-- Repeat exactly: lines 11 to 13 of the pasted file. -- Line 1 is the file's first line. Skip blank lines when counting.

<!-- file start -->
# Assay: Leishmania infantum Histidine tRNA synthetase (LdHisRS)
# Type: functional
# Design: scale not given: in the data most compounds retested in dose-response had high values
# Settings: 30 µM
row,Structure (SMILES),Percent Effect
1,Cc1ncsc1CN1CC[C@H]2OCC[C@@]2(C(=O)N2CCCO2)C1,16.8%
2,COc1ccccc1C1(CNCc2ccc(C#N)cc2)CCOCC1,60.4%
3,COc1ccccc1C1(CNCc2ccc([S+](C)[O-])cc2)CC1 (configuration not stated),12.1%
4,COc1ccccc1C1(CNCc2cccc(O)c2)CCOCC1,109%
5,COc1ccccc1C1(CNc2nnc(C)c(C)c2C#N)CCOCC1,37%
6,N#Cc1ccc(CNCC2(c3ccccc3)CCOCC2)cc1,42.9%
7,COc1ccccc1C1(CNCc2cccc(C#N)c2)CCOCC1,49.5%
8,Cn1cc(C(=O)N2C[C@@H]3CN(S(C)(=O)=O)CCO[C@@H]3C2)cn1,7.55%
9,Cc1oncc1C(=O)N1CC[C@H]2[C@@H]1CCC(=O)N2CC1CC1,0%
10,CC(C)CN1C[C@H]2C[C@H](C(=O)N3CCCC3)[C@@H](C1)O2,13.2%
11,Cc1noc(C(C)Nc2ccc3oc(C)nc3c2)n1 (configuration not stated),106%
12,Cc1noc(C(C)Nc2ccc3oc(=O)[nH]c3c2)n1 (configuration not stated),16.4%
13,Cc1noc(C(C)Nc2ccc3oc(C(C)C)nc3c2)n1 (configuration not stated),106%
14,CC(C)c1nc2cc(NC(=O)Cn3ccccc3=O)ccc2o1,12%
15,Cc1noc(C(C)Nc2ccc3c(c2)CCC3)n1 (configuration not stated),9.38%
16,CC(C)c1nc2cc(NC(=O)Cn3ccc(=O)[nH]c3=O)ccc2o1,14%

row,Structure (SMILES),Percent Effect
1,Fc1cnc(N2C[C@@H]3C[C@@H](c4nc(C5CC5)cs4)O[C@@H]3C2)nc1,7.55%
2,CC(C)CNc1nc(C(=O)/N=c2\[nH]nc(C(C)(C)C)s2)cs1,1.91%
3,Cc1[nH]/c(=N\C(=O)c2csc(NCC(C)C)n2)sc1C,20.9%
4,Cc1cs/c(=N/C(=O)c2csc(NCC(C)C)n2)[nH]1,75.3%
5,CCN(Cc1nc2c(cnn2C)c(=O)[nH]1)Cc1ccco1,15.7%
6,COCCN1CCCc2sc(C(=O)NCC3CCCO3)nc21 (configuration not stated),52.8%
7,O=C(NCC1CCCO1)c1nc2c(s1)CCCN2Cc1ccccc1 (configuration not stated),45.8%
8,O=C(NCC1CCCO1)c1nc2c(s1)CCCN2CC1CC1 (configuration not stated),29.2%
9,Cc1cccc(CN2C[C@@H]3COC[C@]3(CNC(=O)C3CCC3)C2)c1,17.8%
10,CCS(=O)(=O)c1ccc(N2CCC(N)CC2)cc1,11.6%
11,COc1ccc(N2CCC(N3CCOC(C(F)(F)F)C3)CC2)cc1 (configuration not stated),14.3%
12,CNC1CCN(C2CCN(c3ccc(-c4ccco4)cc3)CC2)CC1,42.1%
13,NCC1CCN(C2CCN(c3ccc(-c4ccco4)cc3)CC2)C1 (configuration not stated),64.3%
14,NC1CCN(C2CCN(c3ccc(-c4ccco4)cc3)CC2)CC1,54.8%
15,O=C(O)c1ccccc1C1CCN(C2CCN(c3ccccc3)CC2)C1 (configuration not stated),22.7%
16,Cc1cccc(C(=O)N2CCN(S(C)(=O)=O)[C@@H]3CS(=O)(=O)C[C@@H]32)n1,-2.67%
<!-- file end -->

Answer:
6,N#Cc1ccc(CNCC2(c3ccccc3)CCOCC2)cc1,42.9%
7,COc1ccccc1C1(CNCc2cccc(C#N)c2)CCOCC1,49.5%
8,Cn1cc(C(=O)N2C[C@@H]3CN(S(C)(=O)=O)CCO[C@@H]3C2)cn1,7.55%